Cluster Autoscaler Helm Chart: How To Improve Your EKS Cluster
This post explores Kubernetes autoscaling, the pros and cons of Cluster Autoscaler, and the advantages of alternative autoscaling tools.
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Kubernetes autoscaling quickly gets tricky, but developers can save time and effort thanks to all the ecosystem's tools that make configuration and management easier. One of them is Helm. Helm charts are there to help teams define, install, and upgrade complex Kubernetes applications. And the Cluster Autoscaler Helm Chart does some of the heavy lifting for you around autoscaling.
But how exactly does this Helm chart work? And are there any alternatives you could use to make cluster autoscaling even easier?
Let's Start With the Basics: What Is Cluster Autoscaler Anyway?
Along with Kubernetes Horizontal Pod Autoscaler (HPA) and Vertical Pod Autoscaler, Cluster Autoscaler is one of the autoscaling mechanisms K8s provides.
Its goal is pretty simple: Cluster Autoscaler changes the number of nodes (worker machines) in a cluster.
Note that Cluster Autoscaler can only manage nodes on a handful of supported platforms. And every platform has its own specific requirements or limitations.
The tricky part here is that the autoscaler controller operates at the infrastructure level. To do its job, it needs permission to add and delete virtual machines (if you're in the cloud).
So before you set Cluster Autoscaler to work, ensure airtight security for these credentials. Following the principle of least privilege is definitely a good idea (I'll share some more Cluster Autoscaler best practices later on).
When Should You Use Cluster Autoscaler?
There's no denying that a well-configured Cluster Autoscaler can make a massive impact on your cloud bill.
Three amazing things happen when you're able to dynamically scale the number of nodes to match the current level of utilization:
- Minimize cloud waste,
- Maximize your ROI from every dollar you spend on cloud services,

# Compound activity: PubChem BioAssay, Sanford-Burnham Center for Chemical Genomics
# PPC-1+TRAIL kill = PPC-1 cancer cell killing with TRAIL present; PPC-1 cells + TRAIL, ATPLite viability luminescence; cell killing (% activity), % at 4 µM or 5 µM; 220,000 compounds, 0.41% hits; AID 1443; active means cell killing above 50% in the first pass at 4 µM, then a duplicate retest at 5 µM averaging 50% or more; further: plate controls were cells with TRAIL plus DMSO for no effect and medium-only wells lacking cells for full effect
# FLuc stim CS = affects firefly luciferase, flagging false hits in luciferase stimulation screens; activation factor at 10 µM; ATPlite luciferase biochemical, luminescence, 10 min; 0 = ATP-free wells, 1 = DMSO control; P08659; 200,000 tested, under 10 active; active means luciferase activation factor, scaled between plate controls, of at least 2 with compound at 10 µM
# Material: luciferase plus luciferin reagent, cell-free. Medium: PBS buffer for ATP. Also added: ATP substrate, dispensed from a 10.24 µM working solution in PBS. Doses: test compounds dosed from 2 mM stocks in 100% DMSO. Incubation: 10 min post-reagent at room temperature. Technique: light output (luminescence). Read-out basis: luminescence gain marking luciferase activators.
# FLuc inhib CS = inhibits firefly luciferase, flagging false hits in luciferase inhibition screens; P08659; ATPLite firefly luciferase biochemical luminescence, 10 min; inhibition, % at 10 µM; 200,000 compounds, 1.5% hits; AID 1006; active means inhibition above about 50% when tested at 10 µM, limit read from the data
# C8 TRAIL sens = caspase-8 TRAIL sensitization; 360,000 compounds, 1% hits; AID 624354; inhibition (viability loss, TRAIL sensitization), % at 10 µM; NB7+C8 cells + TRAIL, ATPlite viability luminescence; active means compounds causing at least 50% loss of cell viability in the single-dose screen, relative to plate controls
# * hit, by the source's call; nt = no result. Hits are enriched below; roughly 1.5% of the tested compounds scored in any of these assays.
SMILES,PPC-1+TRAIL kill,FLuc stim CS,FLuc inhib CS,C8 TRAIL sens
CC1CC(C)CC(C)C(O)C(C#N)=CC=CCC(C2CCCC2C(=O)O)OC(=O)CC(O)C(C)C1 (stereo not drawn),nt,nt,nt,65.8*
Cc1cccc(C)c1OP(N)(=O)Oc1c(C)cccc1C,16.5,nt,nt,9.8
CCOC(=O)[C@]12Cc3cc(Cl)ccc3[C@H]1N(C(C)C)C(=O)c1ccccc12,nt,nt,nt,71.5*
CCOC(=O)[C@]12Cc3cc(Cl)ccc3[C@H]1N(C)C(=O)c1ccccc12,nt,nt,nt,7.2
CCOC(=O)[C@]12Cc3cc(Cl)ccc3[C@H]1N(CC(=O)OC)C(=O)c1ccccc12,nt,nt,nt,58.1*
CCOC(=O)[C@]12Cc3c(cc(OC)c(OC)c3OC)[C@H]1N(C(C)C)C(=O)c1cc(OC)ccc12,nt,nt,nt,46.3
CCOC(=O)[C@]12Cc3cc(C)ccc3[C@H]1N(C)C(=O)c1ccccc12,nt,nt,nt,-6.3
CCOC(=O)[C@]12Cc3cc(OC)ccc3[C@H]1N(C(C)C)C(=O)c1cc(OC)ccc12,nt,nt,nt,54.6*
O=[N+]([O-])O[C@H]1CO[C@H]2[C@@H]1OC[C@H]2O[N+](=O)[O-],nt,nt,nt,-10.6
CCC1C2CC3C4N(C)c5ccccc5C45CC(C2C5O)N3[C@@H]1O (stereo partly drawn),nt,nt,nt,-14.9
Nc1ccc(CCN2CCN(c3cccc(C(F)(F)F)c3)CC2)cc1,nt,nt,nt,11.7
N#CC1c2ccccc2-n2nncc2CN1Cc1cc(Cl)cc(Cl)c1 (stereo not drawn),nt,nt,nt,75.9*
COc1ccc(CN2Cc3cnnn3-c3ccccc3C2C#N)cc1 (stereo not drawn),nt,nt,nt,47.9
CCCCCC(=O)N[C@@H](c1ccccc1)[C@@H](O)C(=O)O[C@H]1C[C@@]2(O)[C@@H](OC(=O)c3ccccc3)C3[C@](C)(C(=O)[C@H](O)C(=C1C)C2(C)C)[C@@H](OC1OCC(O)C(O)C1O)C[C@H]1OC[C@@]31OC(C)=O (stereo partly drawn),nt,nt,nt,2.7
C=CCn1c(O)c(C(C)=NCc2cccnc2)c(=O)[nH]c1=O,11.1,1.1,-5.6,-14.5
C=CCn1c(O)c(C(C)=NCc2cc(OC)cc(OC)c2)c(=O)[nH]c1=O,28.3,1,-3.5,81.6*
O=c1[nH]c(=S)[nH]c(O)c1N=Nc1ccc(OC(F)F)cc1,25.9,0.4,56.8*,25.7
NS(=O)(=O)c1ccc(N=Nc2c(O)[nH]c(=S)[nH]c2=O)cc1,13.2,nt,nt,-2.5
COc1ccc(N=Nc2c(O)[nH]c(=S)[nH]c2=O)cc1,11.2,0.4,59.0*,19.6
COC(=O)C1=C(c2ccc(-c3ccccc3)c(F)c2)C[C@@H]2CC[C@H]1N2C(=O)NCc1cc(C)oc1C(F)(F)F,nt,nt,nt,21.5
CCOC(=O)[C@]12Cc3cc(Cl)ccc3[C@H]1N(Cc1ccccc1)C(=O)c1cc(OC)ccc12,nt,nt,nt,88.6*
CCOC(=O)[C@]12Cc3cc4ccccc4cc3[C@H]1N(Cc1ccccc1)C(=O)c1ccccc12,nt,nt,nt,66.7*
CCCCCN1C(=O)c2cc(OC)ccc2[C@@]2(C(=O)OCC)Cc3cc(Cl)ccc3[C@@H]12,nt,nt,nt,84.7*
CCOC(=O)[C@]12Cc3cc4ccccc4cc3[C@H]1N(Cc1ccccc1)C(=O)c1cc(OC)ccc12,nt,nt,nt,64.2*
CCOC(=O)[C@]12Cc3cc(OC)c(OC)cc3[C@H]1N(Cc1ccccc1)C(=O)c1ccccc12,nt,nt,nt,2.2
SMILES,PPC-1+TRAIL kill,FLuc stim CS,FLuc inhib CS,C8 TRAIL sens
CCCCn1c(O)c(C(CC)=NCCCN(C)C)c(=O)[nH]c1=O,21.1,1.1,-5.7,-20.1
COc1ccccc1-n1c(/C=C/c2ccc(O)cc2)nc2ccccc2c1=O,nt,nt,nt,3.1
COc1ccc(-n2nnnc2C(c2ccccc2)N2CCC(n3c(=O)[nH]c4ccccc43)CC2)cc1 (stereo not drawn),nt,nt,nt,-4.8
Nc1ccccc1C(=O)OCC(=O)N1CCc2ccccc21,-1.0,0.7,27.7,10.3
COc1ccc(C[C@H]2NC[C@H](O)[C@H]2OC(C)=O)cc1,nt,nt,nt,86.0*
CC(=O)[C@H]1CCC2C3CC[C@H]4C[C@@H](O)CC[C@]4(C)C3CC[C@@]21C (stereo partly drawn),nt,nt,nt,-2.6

- And, at the same time, you make sure there is no downtime as your application scales.
That isn't to say that Cluster Autoscaler doesn't have its limitations.
How Does Cluster Autoscaler Work?
Cluster Autoscaler simply loops through two tasks:
- It checks for unschedulable pods (pods that don't have a node to run on),
- And it calculates whether consolidating all the currently deployed pods on a smaller number of nodes is possible or not.
Here's how Cluster Autoscaler works, step by step:
1. It Scans Clusters To Identify Any Pods That Can’t Be Scheduled on Any Existing Nodes
Where do unschedulable pods come from? The issue might arise because of inadequate CPU or memory resources or due to the pod's node taint tolerations or affinity rules failing to match an existing node.
In addition to that, it could be that you have just scaled your application, and the new pods haven't found a node to run on yet.
Step 2: Cluster Autoscaler Detects a Cluster That Contains Unschedulable Pods
Next, it checks the managed node pools of this cluster to understand whether adding a node would let the pod run. If this is true, the autoscaler adds a node to the node pool.
Step 3: Cluster Autoscaler Also Scans Nodes Across the Node Pools It Manages
If it detects a node with pods that could be rescheduled to other nodes in the cluster, the autoscaler evicts the pods, moves them to an existing node, and finally removes the spare node.